JOSQUIN. Missa De beata virgine · Missa Ave maris stella
The Tallis Scholars


Josquin des Prés (c.1440-1521)

Missa De beata virgine
1. Kyrie [4:25]
2. Gloria [9:53]
3. Credo [9:09]
4. Sanctus & Benedictus [7:47]
5. Agnus Dei I, II & III [6:49]

6. Credo quarti toni [9:23]
Cambrai Credo

7. Plainchant Ave maris stella [0:36]
verse 1
Missa Ave maris stella
8. Kyrie [2:49]
9. Gloria [5:06]
10. Credo [7:06]
11. Sanctus & Benedictus [7:54]
12. Agnus Dei I, II & III [5:01]

The Tallis Scholars
Peter Phillips

Missa De beata virgine
Soprano: Janet Coxwell, Amy Haworth
Alto: Caroline Trevor, Patrick Craig
Tenor: Mark Dobell, George Pooley, Christopher Watson
Bass: Donald Greig, Robert Macdonald
Kim Porter & David Gould in the Sanctus
and Simon Wall in the Credo and Agnus Dei

Credo quarti toni
Alto: Caroline Trevor, Patrick Craig
Tenor: Mark Dobell, George Pooley, Christopher Watson
Baritone: Stephen Charlesworth, Donald Grieg
Bass: Robert Macdonald, Tim Scott Whiteley

Christopher Watson

 Missa Ave maris stella
Soprano: Janet Coxwell, Amy Haworth
Alto: Caroline Trevor, Patrick Craig
Tenor: Mark Dobell, George Pooley, Christopher Watson
Bass: Donald Greig, Robert Macdonald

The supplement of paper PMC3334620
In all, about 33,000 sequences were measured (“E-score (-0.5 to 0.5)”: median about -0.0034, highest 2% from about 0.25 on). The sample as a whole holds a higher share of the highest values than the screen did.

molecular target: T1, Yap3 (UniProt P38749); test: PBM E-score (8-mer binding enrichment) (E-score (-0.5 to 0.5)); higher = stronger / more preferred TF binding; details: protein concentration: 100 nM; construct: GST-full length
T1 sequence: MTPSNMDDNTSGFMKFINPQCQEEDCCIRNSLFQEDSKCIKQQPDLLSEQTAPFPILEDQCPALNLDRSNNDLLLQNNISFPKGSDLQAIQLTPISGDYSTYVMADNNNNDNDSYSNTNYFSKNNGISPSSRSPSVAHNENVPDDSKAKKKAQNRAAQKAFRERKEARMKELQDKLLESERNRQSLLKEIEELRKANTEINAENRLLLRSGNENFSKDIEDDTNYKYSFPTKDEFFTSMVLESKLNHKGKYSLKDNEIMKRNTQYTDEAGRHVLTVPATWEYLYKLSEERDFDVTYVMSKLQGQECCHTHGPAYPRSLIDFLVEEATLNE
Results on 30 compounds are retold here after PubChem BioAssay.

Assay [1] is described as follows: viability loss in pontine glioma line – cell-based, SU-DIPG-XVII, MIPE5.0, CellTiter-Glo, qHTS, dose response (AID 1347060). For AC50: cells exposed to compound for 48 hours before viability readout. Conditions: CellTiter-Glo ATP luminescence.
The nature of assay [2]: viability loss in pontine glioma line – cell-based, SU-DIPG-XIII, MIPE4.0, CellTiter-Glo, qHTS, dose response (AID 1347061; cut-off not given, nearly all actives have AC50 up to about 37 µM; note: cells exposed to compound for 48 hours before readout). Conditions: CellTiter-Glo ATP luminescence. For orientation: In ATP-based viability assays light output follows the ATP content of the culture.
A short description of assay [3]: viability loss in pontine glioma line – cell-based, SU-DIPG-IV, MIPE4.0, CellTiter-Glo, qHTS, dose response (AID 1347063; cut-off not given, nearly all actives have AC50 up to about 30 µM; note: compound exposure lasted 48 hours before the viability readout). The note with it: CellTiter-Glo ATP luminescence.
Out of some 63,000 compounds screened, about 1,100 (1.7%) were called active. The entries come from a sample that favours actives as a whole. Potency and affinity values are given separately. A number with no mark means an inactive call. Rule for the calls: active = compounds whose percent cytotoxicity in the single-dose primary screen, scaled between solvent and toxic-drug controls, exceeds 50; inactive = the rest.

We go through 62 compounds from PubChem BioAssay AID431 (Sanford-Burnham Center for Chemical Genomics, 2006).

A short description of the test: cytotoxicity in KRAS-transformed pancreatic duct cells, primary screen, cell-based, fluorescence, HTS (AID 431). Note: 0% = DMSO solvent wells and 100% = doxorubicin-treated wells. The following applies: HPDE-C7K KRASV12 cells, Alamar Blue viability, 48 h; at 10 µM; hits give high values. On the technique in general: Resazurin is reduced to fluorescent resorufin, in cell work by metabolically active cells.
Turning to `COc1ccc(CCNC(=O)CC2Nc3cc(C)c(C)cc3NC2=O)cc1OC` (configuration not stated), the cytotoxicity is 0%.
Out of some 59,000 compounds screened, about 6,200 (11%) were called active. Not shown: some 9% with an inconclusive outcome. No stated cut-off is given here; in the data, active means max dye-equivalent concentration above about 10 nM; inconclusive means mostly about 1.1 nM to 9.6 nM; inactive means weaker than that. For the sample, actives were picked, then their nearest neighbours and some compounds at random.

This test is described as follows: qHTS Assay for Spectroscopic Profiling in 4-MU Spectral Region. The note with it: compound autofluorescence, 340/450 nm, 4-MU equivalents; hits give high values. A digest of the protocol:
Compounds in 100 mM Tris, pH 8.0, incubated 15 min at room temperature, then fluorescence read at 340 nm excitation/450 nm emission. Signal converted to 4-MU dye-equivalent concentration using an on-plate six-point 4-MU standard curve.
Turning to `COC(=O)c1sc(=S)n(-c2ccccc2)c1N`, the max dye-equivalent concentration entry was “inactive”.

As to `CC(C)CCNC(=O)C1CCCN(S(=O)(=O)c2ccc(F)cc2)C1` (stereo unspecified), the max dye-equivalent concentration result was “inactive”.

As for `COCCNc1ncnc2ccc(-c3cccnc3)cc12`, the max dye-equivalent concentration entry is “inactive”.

Produced by Steve C Smith and Peter Phillips for Gimell Records.
Recording Engineer: Philip Hobbs.

Recorded in the Chapel of Merton College in the University of Oxford.

The performing edition for each Mass was prepared by Willem Elders and the edition of the Credo quarti toni was prepared by Barton Hudson. They were recorded with the kind permission of Koninklijke Vereniging voor Nederlandse Muziekgeschiedenis (

Christ and Madonna by Robert Campin (c.1375/80-1444) from the John G Johnson Collection, Philadelphia Museum of Art, is reproduced with the permission of akg-images, London

The copyright in this sound recording, the notes, translations and visual designs, is owned by Gimell Records.

(P) 2011 Original sound recording made by Gimell Records.